As a lifelong book lover, GOODNIGHT JUNE really resonated with me. What if the inspiration for the children’s classic GOODNIGHT MOON could be traced to a shabby old bookshop on the verge of closing? Does it matter that the store made a huge impact on the lives of many Seattle children over the past 60 years? Is it worth saving, or have books lost the battle with the internet and online games?

Sarah Jio became a new favorite author of mine after her book BLACKBERRY WINTER blew me away. In GOODNIGHT JUNE, Jio has her trademark dual time periods to tell the story, this time with letters from the 1940s between the bookstore’s owner, Ruby, and Margaret Wise Brown, the author of GOODNIGHT MOON. When Ruby passes, her niece June, a successful banker in New York City, inherits the store. June’s first thought is to sell the property, but reading the letters makes her pause and question what’s truly important in life.

I was intrigued by the premise of this book, and I loved Jio’s fictional account of the inspiration behind Margaret Wise Brown’s most famous story. I also enjoyed watching June’s character grow as her love of Ruby’s bookstore was rekindled. I think some of what happened came together too quickly and neatly, but that really didn’t detract from my enjoyment. I loved the compelling cast of characters and the alluring Seattle setting. I especially enjoyed getting to know more about Margaret Wise Brown and the challenges she faced as a children’s author in the 1940s.

GOODNIGHT JUNE is a poignant story about love, loss, forgiveness, and family. It also speaks to us about the importance of instilling a love of reading in our children, because books expand their minds and open their hearts. What could be more valuable than that?

Disclosure: I received a copy of this book from the publisher in exchange for an honest review.

Audiobook Review: BLACKBERRY WINTER by Sarah Jio

Format: Audio; 9 CDs
Narrator: Tara Sands
Publisher: Plume Books/Brilliance Audio
Released: September 25, 2012
Source: Borrowed from the Library

Seattle, 1933. Vera Ray kisses her three-year-old son, Daniel, good night and reluctantly leaves for work. She hates the night shift, but it’s the only way she can earn enough to keep destitution at bay. In the morning ? even though it’s the second of May ? a heavy snow is falling. Vera rushes to wake Daniel, but his bed is empty. His teddy bear lies outside in the snow.

Seattle, present day. On the second of May, Seattle Herald reporter Claire Aldridge awakens to another late-season snowstorm. Assigned to cover this ?blackberry winter? and its predecessor decades earlier, Claire learns of Daniel’s unsolved abduction and vows to unearth the truth ? only to discover that she and Vera are linked in unexpected ways.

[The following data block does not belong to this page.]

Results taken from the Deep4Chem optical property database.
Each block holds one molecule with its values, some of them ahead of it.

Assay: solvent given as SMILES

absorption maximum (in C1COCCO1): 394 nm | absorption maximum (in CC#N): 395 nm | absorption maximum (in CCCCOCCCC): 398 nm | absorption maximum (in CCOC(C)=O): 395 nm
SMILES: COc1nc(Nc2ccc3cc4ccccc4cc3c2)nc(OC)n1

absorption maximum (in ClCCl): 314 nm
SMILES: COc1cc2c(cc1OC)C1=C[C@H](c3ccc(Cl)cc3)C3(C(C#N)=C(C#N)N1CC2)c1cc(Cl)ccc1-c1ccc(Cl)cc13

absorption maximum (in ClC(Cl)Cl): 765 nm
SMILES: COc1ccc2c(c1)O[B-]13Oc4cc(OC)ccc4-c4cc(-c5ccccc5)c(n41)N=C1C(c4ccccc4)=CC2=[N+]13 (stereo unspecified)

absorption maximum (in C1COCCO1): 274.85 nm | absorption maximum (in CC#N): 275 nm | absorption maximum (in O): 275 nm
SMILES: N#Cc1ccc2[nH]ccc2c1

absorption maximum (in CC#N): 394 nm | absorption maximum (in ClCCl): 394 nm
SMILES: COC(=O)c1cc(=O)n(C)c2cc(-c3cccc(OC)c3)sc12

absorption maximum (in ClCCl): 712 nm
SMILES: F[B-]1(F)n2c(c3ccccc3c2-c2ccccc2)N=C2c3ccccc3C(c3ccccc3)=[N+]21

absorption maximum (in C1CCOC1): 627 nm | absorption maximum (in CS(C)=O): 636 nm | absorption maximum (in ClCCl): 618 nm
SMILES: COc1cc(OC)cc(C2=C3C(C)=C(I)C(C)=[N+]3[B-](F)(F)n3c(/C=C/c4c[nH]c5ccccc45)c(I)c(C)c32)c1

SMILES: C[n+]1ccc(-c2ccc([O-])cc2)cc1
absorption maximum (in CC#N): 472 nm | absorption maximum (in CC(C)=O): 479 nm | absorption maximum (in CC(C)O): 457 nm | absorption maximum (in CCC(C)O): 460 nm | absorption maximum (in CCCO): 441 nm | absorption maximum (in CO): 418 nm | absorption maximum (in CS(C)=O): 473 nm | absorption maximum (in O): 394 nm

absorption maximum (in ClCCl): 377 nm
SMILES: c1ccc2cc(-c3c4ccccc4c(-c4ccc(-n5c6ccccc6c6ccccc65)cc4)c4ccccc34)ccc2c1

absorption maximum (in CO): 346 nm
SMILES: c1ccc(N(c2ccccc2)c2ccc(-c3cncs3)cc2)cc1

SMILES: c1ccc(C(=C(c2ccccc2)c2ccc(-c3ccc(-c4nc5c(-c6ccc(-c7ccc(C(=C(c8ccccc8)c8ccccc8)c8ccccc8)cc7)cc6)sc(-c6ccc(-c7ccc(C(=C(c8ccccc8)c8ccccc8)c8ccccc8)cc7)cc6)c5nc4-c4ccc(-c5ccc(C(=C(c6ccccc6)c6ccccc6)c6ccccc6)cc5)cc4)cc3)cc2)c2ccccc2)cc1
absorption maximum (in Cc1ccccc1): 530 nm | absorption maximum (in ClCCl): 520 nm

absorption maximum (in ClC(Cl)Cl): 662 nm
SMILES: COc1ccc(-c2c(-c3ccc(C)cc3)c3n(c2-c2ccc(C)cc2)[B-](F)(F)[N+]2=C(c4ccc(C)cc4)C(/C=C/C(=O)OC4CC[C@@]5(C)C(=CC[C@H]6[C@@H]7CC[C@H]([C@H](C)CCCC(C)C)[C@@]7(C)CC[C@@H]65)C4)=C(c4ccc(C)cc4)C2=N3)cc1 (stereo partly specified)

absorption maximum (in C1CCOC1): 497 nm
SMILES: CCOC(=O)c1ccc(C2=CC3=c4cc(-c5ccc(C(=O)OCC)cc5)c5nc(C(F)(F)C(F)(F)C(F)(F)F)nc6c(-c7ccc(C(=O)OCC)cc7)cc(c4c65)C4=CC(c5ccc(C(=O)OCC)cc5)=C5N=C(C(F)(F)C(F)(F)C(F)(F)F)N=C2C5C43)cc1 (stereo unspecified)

[For some reason, this review didn’t get transferred over from my old blog, so I’m posting it now. =)]

I know I’m about to read an emotional story when the book’s dedication makes me cry. BLACKBERRY WINTER was both heartbreaking and uplifting, so have a box of tissues handy when you read it!

A blackberry winter is an old-fashioned term used to describe a late spring snowfall, which is what happens at the beginning of this book. Reporter Claire Aldridge awakens on May 2nd to find Seattle covered under a blanket of snow. At work, she is assigned to do a story on the storm, and an identical one that happened on the same day 77 years prior. While researching the story, she discovers the unsolved case of a missing boy. Three-year old Daniel Ray was abducted during the snowstorm in 1933 while his mother Vera was at work.

After being in a terrible accident a year ago, Claire has become a shell of her former self. Her marriage is crumbling, and in spite of counseling, she can not let go of the pain. Claire becomes engrossed in the mystery surrounding Daniel’s disappearance, the first thing to spark her interest since that terrible day. As she digs deeper for clues to what happened to Daniel and Vera, some shocking secrets are revealed, ones that touch her on a personal level.

I enjoyed how the story alternated between Claire’s point of view in present day and Vera’s in the past. I could feel every emotion the women experienced, and I sobbed with them a few times.

BLACKBERRY WINTER may sound like a sorrowful tale, but it was so much more. It was about love and forgiveness. It was an eye-opening look at injustice in the 1930s. It was a puzzling mystery that kept me hooked from beginning to end. It was inspirational too. Solving the mystery of Daniel and Vera gave Claire the strength to save herself.

BLACKBERRY WINTER is a story that will haunt my thoughts for a long time. It makes me want to hug my kids and never let go. 5-stars!

My Thoughts on the Audio: This book was narrated by Tara Sands, and I am so happy I chose to listen to the audio version. I loved the emotion that Tara Sands added to the story. Even her male voices worked for me, mainly because she didn’t try to be overly “manly” with them. Beautifully done!

Rating: 5 Stars

Note: I received a copy of this book from the publisher via NetGalley, however I listened to the audio version I borrowed from the library.